27. R.111 at 8 n.2 (citing Cerros v. Steel Tech., Inc., 398 F.3d 944, 952 (7th Cir. 2005)).
28. This is particularly true given that “little information is required to put [an] employer on notice” of a discrimination claim because employers are “familiar” with such claims and thus should “know how to investigate them.” Carlson v. CSX Transp., Inc., 758 F.3d 819, 827 (7th Cir. 2014).
29. Appellant's Br. 23 (quoting R.86 at 4); id. at 27. Mr. Alamo describes detailing as a “brief assignment to a different location.” Id. at 23 (internal quotation marks omitted).
30. R.86 at 13.
31. In Lavalais v. Village of Melrose Park, for example, we recognized that a police officer described a “constructive demotion” when his “assignment to the midnight shift for an indefinite period of time stripped him of his authority as a sergeant, significantly diminished his job responsibilities, and caused him to be ‘virtually powerless' as a sergeant.” 734 F.3d 629, 634–35 (7th Cir. 2013). We also have recognized “constructive discharge” claims where forced idleness was used to humiliate and marginalize an employee. See Parrett v. City of Connersville, Ind., 737 F.2d 690, 694 (7th Cir. 1984).
32. R.86 at 9.
33. Id. at 10 (internal quotation marks omitted).
34. Several months later, Mr. Alamo was reinstated.
35. Appellant's Br. 27.
37. Id. at 25–27 (discussing Brooks v. Ross, 578 F.3d 574 (7th Cir. 2009); Swan-son v. Citibank, N.A., 614 F.3d 400 (7th Cir 2010)).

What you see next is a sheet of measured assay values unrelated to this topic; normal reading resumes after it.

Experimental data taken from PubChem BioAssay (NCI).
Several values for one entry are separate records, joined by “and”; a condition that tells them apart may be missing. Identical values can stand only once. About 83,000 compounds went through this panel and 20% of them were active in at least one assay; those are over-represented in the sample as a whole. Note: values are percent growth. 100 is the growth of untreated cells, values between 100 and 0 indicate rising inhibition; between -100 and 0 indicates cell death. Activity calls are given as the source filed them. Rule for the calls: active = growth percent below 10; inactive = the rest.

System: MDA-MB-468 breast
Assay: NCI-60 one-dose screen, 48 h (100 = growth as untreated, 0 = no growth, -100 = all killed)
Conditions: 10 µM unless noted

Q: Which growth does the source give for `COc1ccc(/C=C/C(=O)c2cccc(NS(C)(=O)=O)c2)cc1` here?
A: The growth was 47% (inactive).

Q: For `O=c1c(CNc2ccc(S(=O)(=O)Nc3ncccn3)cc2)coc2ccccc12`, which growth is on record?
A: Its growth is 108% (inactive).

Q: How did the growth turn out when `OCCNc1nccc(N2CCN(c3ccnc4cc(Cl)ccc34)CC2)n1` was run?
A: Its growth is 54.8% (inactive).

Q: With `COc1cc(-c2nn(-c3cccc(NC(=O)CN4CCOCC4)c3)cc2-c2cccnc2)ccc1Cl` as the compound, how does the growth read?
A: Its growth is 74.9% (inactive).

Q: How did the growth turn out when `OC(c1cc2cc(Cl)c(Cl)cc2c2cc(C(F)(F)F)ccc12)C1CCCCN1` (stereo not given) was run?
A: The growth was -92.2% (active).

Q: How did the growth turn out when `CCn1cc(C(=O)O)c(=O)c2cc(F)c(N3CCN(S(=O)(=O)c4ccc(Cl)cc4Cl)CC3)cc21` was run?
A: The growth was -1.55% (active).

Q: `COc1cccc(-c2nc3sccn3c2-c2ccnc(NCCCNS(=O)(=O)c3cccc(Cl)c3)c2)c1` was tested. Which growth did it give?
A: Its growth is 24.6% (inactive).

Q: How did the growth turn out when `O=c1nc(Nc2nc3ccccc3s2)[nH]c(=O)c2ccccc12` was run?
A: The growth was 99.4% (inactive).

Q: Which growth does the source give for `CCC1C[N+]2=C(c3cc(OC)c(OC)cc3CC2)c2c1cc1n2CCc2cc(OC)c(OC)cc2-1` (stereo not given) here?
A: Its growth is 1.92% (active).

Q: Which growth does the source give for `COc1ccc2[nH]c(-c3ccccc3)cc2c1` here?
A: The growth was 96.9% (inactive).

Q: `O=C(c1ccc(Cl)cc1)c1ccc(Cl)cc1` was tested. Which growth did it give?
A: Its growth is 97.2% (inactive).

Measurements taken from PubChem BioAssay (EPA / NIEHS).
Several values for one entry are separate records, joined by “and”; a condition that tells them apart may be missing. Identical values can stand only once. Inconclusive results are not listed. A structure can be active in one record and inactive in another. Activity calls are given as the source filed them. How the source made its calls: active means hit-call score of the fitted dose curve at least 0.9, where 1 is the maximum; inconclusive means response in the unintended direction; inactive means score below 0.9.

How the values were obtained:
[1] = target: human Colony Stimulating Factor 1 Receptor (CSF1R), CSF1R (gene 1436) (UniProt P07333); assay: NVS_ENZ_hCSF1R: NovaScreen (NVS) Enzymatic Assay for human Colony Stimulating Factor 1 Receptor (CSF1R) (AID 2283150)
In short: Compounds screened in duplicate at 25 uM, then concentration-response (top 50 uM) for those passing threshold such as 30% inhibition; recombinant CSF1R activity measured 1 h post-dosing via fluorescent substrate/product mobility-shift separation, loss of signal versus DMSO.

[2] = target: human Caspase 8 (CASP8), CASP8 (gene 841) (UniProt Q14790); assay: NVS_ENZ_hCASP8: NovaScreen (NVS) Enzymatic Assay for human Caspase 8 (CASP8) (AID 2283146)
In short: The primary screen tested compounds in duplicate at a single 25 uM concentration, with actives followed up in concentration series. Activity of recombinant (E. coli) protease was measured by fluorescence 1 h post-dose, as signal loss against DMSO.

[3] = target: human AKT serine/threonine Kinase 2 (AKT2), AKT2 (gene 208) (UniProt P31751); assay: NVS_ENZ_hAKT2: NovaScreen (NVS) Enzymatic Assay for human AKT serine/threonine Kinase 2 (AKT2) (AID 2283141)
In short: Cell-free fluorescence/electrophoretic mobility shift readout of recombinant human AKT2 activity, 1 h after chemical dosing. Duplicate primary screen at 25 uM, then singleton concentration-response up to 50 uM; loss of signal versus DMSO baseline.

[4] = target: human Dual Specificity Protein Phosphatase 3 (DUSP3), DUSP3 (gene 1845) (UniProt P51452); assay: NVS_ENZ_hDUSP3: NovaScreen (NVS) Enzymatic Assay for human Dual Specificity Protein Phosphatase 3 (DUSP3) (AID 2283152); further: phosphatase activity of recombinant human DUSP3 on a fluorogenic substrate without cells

38. R.86 at 10.
39. “The range of conduct prohibited under [Title VII's] anti-retaliation provision is broader than its anti-discrimination provision.” Henry v. Milwau-kee Cty., 539 F.3d 573, 586 (7th Cir. 2008). In the context of a retaliation claim, “ ‘the discriminatory acts proscribed by Title VII ․ are not limited to those that affect the terms and conditions of one's employment.’ ” Id. (quoting Lewis v. City of Chicago, 496 F.3d 645, 655 (7th Cir. 2007)). Here, because Mr. Alamo clearly alleges an adverse employment action under Title VII's anti-discrimination provision, Herrnreiter v. Chicago Hous. Auth., 315 F.3d 742, 744 (7th Cir. 2002), we need not consider the full breadth of Title VII's prohibition on retaliation.
40. As previously discussed, the complaint asserts that this altercation was motivated by Mr. Alamo's national origin. Specifically, during the altercation, the complaint states that Captain Stefan shouted “I don't like your kind” at Mr. Alamo. R.86 at 4 (internal quotation marks omitted). Whether these comments actually “went so far as to violate Title VII does not matter” in our present analysis. Castro v. DeVry Univ., Inc., 786 F.3d 559, 564 (7th Cir. 2015). Instead, because Mr. Alamo “sincerely and reasonably believed [he] [was] complaining about conduct prohibited by Title VII,” that is sufficient “to establish protected activity.” Id.
41. See also id. (holding that filing a complaint with a human resources man-ager constituted protected activity); Greengrass v. Int'l Monetary Sys. Ltd., 776 F.3d 481, 485 (7th Cir. 2015) (describing filing EEOC charges as “the most obvious form of statutorily protected activity”). Indeed, “Title VII depends for its enforcement upon the cooperation of employees who are willing to file complaints and act as witnesses.” Burlington N. & Santa Fe Ry. Co. v. White, 548 U.S. 53, 67 (2006).
42. R.86 at 6 (internal quotation marks omitted).
RIPPLE, Circuit Judge.